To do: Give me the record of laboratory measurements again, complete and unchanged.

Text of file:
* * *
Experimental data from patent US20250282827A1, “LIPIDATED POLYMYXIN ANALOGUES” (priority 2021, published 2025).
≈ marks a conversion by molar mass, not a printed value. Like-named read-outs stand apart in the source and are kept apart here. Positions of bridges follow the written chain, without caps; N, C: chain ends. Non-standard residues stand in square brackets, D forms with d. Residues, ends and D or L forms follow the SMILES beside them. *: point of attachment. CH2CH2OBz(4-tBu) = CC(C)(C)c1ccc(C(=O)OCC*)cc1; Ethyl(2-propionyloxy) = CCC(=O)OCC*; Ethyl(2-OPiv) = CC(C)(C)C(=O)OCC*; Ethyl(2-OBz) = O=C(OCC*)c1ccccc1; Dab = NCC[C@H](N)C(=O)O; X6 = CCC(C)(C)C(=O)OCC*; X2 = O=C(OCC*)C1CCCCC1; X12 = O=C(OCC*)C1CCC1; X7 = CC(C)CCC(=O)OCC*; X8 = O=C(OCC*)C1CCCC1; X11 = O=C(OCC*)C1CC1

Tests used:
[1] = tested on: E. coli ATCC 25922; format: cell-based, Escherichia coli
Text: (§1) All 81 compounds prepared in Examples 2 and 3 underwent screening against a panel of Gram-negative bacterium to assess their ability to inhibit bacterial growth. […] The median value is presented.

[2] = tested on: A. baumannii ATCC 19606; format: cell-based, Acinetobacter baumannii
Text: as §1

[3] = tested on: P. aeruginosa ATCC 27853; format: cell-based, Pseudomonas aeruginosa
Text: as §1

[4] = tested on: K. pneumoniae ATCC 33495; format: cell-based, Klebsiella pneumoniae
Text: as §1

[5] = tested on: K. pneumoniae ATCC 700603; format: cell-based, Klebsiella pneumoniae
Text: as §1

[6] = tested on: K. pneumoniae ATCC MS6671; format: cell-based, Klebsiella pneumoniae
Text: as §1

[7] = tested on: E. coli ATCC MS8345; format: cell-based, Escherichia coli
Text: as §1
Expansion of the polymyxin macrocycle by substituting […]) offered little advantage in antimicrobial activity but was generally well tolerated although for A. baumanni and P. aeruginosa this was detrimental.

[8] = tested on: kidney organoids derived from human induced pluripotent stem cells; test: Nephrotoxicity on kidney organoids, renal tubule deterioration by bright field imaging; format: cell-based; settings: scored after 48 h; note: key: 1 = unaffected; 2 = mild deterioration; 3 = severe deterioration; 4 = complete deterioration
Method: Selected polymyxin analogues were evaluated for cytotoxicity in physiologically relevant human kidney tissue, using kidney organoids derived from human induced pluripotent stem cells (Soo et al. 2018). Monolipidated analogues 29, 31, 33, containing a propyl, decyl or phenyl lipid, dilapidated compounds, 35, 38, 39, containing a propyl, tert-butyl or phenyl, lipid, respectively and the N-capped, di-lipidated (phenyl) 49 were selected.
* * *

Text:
Experimental data from patent US20250282827A1, “LIPIDATED POLYMYXIN ANALOGUES” (priority 2021, published 2025).
≈ marks a conversion by molar mass, not a printed value. Like-named read-outs stand apart in the source and are kept apart here. Positions of bridges follow the written chain, without caps; N, C: chain ends. Non-standard residues stand in square brackets, D forms with d. Residues, ends and D or L forms follow the SMILES beside them. *: point of attachment. CH2CH2OBz(4-tBu) = CC(C)(C)c1ccc(C(=O)OCC*)cc1; Ethyl(2-propionyloxy) = CCC(=O)OCC*; Ethyl(2-OPiv) = CC(C)(C)C(=O)OCC*; Ethyl(2-OBz) = O=C(OCC*)c1ccccc1; Dab = NCC[C@H](N)C(=O)O; X6 = CCC(C)(C)C(=O)OCC*; X2 = O=C(OCC*)C1CCCCC1; X12 = O=C(OCC*)C1CCC1; X7 = CC(C)CCC(=O)OCC*; X8 = O=C(OCC*)C1CCCC1; X11 = O=C(OCC*)C1CC1

Tests used:
[1] = tested on: E. coli ATCC 25922; format: cell-based, Escherichia coli
Text: (§1) All 81 compounds prepared in Examples 2 and 3 underwent screening against a panel of Gram-negative bacterium to assess their ability to inhibit bacterial growth. […] The median value is presented.

[2] = tested on: A. baumannii ATCC 19606; format: cell-based, Acinetobacter baumannii
Text: as §1

[3] = tested on: P. aeruginosa ATCC 27853; format: cell-based, Pseudomonas aeruginosa
Text: as §1

[4] = tested on: K. pneumoniae ATCC 33495; format: cell-based, Klebsiella pneumoniae
Text: as §1

[5] = tested on: K. pneumoniae ATCC 700603; format: cell-based, Klebsiella pneumoniae
Text: as §1

[6] = tested on: K. pneumoniae ATCC MS6671; format: cell-based, Klebsiella pneumoniae
Text: as §1

[7] = tested on: E. coli ATCC MS8345; format: cell-based, Escherichia coli
Text: as §1
Expansion of the polymyxin macrocycle by substituting […]) offered little advantage in antimicrobial activity but was generally well tolerated although for A. baumanni and P. aeruginosa this was detrimental.

[8] = tested on: kidney organoids derived from human induced pluripotent stem cells; test: Nephrotoxicity on kidney organoids, renal tubule deterioration by bright field imaging; format: cell-based; settings: scored after 48 h; note: key: 1 = unaffected; 2 = mild deterioration; 3 = severe deterioration; 4 = complete deterioration
Method: Selected polymyxin analogues were evaluated for cytotoxicity in physiologically relevant human kidney tissue, using kidney organoids derived from human induced pluripotent stem cells (Soo et al. 2018). Monolipidated analogues 29, 31, 33, containing a propyl, decyl or phenyl lipid, dilapidated compounds, 35, 38, 39, containing a propyl, tert-butyl or phenyl, lipid, respectively and the N-capped, di-lipidated (phenyl) 49 were selected.